tcpdump is a packet sniffer — it captures the network packets (traffic) that pass through a machine, enabling you to examine and analyze the traffic afterward. It is capable of becoming very complex, but the basics
are pretty straightforward and useful for network troubleshooting.
To invoke it, you must be root. The absolute
basic command is just tcpdump, which captures every package
into or out of the system and print a line of text to standard out. This is great if you’re directly logged into a machine, but not so good if you’re using ssh because every time tcpdump prints to stdout, it sends a
packet with this information across the ssh connection, producing another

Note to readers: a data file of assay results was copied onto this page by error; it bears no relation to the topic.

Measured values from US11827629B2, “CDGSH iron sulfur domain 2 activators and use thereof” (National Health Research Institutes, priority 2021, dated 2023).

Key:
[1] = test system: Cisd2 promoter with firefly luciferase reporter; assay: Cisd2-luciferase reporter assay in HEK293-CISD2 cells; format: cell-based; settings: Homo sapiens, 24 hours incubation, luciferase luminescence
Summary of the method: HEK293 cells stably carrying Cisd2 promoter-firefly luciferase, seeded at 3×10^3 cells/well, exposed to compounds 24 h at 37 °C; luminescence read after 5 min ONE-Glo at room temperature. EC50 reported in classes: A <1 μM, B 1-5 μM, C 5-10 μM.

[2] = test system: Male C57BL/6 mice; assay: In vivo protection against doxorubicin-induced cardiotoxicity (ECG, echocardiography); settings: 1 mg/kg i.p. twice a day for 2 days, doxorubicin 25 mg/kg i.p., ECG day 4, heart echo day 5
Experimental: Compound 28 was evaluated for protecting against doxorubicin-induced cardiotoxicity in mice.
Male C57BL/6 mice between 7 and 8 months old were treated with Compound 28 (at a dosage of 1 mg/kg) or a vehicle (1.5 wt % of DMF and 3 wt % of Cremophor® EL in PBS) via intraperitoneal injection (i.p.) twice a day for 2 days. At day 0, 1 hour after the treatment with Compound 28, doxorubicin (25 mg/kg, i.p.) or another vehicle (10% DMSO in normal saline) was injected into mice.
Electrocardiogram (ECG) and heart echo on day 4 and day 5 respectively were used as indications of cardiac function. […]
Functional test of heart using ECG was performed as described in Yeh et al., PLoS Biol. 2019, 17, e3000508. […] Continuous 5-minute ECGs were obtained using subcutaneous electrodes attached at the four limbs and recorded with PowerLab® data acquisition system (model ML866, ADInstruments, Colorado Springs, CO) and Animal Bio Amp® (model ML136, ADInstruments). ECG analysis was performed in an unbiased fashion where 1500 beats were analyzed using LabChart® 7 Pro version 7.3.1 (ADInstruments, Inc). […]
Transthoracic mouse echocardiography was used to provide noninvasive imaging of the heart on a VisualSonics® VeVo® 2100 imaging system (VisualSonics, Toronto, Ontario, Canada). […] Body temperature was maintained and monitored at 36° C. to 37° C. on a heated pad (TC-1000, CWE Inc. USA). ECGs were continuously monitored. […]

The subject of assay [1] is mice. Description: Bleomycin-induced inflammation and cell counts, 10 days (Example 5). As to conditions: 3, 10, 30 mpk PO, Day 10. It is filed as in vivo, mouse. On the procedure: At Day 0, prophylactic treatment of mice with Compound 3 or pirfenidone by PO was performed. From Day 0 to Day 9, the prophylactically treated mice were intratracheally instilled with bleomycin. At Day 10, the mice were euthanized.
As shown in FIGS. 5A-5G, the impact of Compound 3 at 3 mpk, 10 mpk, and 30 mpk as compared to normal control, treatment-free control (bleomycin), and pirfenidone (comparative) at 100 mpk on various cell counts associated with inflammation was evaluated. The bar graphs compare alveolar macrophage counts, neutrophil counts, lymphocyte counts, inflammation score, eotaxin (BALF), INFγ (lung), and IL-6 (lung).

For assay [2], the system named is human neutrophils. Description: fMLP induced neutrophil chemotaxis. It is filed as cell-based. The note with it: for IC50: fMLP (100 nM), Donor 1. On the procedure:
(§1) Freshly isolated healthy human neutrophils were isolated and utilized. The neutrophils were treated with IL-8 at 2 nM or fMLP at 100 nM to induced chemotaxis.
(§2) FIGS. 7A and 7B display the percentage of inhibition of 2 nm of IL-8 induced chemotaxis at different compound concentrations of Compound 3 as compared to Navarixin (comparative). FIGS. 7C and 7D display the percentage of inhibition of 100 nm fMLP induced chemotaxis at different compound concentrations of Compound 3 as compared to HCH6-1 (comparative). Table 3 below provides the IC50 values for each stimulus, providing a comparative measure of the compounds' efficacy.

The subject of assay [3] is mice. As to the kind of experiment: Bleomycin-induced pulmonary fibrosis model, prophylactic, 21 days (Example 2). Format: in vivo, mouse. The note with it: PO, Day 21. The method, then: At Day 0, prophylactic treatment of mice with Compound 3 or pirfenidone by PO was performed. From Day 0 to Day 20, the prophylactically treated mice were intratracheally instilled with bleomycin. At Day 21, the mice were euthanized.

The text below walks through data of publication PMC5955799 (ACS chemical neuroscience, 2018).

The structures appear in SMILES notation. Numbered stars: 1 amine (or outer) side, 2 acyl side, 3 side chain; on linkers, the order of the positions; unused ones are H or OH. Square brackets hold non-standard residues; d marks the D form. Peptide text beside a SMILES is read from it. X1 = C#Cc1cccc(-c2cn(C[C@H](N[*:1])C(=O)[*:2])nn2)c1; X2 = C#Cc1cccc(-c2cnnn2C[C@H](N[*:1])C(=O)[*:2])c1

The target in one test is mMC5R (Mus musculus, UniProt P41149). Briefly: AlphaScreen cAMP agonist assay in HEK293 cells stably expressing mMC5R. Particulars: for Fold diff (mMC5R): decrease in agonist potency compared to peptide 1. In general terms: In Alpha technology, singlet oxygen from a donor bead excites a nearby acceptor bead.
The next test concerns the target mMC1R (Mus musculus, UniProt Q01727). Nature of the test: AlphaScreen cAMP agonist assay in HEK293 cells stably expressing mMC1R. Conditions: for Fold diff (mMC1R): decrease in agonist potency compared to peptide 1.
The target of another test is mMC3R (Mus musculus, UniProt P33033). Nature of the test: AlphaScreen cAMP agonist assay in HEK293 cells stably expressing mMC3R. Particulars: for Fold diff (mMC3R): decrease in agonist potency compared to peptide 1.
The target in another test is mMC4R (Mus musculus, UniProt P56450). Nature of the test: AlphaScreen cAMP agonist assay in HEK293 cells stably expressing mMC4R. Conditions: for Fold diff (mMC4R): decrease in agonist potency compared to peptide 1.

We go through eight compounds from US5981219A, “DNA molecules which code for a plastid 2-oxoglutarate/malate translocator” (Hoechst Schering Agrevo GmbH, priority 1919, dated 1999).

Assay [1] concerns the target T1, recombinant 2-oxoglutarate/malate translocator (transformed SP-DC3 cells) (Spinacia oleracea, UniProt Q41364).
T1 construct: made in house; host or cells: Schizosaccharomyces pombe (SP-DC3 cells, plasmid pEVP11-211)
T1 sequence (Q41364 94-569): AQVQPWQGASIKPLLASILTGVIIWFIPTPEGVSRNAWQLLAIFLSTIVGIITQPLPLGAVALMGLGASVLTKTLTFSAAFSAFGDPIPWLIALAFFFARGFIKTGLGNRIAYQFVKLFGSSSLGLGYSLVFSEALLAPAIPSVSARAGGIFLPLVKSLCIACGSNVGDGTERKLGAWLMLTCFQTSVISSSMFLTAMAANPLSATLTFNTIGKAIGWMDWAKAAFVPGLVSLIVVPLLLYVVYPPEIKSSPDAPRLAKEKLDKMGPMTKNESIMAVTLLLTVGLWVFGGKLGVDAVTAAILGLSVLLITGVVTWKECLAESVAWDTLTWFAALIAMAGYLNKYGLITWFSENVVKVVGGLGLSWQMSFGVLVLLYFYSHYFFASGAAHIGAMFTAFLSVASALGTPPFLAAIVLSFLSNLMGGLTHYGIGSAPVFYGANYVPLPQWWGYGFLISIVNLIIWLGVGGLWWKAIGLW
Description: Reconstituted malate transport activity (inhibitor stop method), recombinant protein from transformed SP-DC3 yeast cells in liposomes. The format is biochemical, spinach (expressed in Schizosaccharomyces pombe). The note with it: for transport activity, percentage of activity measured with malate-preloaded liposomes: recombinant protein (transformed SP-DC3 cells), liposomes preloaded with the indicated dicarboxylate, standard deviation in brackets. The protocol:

packet whose information is printed to stdout, which is then sent across ssh … and
so on. So to filter out ssh packets, try:
tcpdump not port 22
The output will start with a precise timestamp, identify the packet as IP
or as a type of TCP, and then give source and destination (both with port),
followed by some packet information. Check the man page for more detail.
12:28:02.958545 IP client.example.com.59713 > ldap.example.com.ldaps: P 170:367(197) ack 149 win 60
There are also options to, among other things: Turn off name resolution;
specify a particular network interface; get a sample of packets then exit;
capture output to a file; replay information from a file; and do packet match
filtering. Check the manpage for further information.
This article was first published on ServerWatch.com.